For the Love of Tea


What is your relationship with tea?

Most of us have learned to appreciate tea as part of our family traditions and ceremonies. The British are famous for afternoon tea, the Chinese for the tea ceremony as part of the wedding celebration, the Japanese and Koreans for their own formal ceremonies.

In my Scottish family we drank tea every day. Even now my mother offers a cup of tea and some cookies whenever someone visits. I remember when I was a child my grandmother would make me children’s tea made with a few drops of tea in a cup of milk with a little sugar. It was such a treat that I would look forward to having it every time I visited. Mostly, we brewed Orange Pekoe tea steeped in pots of boiled water.

Sometimes I like to go out Afternoon Tea in one of our upscale hotels. There is something so elegant and celebratory about trays of little sandwiches and cakes served with clotted cream and jams. Teas are gently poured into china cups through delicate silver strainers. Even thinking about it makes me smile.

Recently, I have been discovering some wonderful loose leaf teas. In an effort to learn more about the endless varieties of tea and their origins we went to the Toronto Tea Festival. The festival, held at the local reference library, offered a variety of tea tastings by a several tea companies, some local baked goods to share with your tea, teapots, tea sets and books about tea.

We enjoyed a demonstration of the Korean tea ceremony performed by specially trained women and a young girl who is trained in presenting the children’s tea ceremony. The formal ceremony is steeped with tradition and special meaning. It was very interesting to watch.





I was very excited to find a book titled Tea (History, Terroirs, Varieties) published by the owners of the Camellia Sinesis Tea House in Montreal. The book is an excellent reference on the teas of the world. I understand that it has been published in multiple languages and is used as a textbook in the Tea Sommellier program taught in Toronto’s George Brown College and in Korea.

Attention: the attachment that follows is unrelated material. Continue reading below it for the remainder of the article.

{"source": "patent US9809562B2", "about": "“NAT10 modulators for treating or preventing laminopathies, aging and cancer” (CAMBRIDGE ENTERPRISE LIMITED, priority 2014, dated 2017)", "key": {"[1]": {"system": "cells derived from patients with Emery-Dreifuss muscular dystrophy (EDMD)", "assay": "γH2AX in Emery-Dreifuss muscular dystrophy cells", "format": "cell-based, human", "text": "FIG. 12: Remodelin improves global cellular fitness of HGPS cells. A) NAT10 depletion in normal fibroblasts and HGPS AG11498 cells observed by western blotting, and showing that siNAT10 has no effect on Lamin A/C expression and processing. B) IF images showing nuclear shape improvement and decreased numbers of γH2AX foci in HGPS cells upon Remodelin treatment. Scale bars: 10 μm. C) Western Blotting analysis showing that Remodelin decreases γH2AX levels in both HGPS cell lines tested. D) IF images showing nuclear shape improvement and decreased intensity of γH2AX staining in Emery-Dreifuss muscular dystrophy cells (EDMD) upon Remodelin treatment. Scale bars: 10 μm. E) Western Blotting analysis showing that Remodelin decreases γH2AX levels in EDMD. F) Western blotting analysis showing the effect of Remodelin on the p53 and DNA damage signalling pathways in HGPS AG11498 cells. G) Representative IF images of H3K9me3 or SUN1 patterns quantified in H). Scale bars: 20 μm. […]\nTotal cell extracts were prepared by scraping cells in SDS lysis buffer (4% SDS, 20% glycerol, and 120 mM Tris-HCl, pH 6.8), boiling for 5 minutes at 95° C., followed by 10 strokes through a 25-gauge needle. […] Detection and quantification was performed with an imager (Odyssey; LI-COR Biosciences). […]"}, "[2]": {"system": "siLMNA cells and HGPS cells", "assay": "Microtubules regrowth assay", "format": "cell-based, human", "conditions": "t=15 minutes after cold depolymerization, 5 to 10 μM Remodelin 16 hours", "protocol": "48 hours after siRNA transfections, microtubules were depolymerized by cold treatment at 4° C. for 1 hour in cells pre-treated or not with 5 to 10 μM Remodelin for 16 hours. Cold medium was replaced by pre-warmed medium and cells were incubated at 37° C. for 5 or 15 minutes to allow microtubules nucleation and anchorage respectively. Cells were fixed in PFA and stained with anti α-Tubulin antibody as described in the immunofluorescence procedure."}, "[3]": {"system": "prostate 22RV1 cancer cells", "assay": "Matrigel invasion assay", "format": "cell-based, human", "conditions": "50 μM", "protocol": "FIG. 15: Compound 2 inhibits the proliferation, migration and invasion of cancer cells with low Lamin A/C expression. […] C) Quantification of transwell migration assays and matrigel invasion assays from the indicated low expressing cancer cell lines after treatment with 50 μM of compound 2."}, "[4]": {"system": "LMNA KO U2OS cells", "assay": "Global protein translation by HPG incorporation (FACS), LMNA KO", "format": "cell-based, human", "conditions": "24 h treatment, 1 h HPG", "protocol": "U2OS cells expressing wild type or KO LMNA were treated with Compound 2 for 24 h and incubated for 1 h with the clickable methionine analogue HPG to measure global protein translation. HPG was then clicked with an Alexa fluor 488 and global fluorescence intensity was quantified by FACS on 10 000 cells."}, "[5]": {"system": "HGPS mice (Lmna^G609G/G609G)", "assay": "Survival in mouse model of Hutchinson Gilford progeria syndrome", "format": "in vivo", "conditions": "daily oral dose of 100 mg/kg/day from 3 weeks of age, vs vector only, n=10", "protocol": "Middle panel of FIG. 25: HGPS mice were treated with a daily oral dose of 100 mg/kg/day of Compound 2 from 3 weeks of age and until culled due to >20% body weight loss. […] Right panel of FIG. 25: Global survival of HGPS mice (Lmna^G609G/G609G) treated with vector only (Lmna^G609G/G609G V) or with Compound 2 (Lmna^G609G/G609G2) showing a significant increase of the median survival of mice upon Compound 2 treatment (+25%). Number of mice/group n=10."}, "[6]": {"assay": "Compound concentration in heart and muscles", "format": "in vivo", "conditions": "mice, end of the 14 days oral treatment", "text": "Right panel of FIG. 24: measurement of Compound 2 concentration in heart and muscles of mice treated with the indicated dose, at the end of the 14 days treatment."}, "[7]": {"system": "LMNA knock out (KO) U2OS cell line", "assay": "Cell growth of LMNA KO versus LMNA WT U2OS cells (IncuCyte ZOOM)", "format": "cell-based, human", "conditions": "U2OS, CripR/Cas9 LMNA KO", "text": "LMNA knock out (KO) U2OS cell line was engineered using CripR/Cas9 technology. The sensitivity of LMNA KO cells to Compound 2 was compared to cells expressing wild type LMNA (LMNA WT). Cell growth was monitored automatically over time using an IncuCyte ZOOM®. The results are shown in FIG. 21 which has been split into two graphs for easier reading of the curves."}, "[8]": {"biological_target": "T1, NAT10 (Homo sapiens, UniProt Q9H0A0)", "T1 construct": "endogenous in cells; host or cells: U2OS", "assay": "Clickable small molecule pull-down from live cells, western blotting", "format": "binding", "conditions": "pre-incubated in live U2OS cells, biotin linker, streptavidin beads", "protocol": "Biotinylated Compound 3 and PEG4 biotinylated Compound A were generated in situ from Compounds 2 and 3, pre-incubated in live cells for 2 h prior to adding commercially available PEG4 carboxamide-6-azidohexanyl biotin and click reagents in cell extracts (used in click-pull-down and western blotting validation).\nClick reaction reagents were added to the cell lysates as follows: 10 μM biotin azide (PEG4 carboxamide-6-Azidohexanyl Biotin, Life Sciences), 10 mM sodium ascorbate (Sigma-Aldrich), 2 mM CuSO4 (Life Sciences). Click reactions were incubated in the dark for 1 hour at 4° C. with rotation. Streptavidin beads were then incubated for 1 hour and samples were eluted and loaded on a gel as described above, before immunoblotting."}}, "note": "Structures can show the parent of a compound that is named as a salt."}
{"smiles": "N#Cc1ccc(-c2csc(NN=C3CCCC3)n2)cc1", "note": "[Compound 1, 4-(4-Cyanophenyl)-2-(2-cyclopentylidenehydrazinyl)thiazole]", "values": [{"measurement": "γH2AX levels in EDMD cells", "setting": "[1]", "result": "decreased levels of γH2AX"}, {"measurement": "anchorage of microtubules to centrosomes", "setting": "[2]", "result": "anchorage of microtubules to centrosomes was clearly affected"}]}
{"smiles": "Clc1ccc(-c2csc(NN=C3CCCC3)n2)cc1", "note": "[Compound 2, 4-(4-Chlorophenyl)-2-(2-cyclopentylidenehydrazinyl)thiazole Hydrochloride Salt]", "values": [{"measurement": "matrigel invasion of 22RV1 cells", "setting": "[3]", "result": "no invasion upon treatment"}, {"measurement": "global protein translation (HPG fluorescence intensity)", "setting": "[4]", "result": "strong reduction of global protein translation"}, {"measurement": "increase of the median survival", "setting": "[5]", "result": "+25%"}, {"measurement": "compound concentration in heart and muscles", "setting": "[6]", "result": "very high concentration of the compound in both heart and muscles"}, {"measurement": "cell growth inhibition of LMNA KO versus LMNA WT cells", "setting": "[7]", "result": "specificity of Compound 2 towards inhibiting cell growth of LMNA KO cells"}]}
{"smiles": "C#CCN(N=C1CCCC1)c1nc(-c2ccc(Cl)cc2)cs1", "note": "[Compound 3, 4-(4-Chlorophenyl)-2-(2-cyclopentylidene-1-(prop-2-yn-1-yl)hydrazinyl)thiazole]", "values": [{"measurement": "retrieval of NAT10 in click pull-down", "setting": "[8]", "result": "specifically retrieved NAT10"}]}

I am really looking forward to reading about the various types of tea, how to brew each, and how best to enjoy them.


If exotic teas are not your thing, you may enjoy a hot cup of tea with traditional sweets or cakes. Whether a formal afternoon tea or a traditional ceremonial tea is what you enjoy, you will remember what tea brings to your life with each cup.




6 thoughts on “For the Love of Tea

  1. I love that you shared your cultural history! Thanks so much Nina.

    The significance of Tea is entrenched in our heritage. I would love to hear other stories about how tea was a part of people’s cultural traditions.
    I think this is a topic worth a series of blogs.

  2. Loved this article as much as I love tea!! From my own background, I thought this might be of interest and add to the multi-cultural aspect of your article:

    Ancient Silk Road caravans transported tea into the regions of Russia, Ukraine and the Trans-Caucus thousands of years ago and has long been enjoyed by aristocrats and peasants, Cossacks and clergy alike. Tea in Ukraine has a poignant contemporary history as well. During the Great Famine of the 1930s, many Ukrainians survived on tea by using cherry branches, pine needles, and twigs.

    Traditionally made in a Samovar, tea was served in a tall glass with a metal base and handle called a stekans, sweetened black tea is best complimented by small cakes, tortes, fruit, cheese and most particularly black bread. In business, offering tea to potential customers is an accepted part of the selling process, and in homes, tea is a gesture of welcome.

  3. Such a great post, beautiful and interesting too! I know there is a real tea culture. I grew up on coffee, tea was what my Mom gave us when we were sick. I have grown to love tea as an adult and would love to learn more about it. Your photo’s and tea cups/pots are just beautiful.

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